The all important point revealed by the investigation is the fact that a large proportion of bone and joint tuberculosis occurring in children in Edinburgh owes its origin to infection by the bovine bacillus.
The bovine bacillus is introduced into the system practically by one route only, that of ingestion, and the medium with which it is ingested is cow's milk. It is not my intention to criticize in any way the existing conditions of milk supply. I have furnished proof of what is actually occurring and no one will deny that the evil is a remediable one.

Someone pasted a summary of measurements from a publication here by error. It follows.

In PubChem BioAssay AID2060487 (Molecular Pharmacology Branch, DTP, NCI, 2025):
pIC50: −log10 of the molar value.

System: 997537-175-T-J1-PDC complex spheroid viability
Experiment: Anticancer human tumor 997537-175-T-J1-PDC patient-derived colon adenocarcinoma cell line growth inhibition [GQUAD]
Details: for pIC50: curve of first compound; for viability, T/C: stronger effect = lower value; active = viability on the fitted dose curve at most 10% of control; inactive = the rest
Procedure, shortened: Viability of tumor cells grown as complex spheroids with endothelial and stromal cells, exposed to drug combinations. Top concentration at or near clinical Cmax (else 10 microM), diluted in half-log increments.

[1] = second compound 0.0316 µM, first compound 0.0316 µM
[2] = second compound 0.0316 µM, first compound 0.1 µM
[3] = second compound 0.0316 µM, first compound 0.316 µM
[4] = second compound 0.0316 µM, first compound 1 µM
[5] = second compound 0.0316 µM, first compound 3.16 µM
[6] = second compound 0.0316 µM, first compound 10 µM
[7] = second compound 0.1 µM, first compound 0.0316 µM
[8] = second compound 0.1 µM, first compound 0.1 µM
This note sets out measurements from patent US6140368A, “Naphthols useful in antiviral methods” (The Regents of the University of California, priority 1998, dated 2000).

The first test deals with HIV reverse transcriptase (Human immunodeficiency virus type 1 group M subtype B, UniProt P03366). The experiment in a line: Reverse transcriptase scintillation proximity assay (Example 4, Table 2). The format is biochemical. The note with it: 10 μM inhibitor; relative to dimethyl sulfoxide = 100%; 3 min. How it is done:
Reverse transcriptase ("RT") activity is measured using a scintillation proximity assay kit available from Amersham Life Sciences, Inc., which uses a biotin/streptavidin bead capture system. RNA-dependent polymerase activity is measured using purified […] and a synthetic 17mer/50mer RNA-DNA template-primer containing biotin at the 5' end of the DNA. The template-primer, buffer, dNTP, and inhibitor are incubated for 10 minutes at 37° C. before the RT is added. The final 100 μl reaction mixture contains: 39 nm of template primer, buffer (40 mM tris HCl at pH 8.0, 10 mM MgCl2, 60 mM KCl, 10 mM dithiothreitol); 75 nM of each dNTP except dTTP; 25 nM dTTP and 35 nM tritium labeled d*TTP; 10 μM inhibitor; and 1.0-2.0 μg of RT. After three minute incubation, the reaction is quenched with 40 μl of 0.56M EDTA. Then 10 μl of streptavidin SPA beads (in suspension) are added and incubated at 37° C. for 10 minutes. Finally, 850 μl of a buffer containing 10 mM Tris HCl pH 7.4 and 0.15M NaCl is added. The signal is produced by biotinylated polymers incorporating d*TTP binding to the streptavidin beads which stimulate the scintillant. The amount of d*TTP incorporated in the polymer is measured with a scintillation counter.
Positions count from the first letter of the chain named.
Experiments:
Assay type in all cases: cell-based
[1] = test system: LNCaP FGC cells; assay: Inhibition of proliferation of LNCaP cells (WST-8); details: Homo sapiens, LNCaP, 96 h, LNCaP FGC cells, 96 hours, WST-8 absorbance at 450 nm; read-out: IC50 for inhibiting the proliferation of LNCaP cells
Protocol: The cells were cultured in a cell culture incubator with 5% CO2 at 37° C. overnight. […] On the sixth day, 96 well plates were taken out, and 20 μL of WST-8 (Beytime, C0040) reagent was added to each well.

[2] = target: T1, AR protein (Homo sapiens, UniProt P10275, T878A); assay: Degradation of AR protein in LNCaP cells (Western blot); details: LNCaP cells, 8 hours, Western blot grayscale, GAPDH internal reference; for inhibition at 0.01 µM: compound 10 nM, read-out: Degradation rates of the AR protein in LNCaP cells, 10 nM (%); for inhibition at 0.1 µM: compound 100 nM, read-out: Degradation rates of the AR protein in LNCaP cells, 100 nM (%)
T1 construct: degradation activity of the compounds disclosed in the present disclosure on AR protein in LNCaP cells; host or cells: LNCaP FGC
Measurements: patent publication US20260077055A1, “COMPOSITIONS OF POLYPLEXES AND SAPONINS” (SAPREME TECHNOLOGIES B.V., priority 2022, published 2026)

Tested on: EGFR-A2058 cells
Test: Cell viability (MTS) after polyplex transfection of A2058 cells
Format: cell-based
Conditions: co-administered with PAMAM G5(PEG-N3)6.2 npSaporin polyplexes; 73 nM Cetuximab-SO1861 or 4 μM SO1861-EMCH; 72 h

In those cases in which the human bacillus was present, a considerable proportion showed a definite history of pulmonary tuberculosis affecting a co-resident, and every fact went to prove that the infection had been a direct one from patient to child.
A complete distinction can be drawn between human and bovine bacilli, and the distinction is best secured by subjecting the organism to a series of tests such as I have detailed.
The subject is one which ought to be investigated in a series of different localities. It is possible that the locus may be a factor in the explanation of the difference between the above results and those of other observers.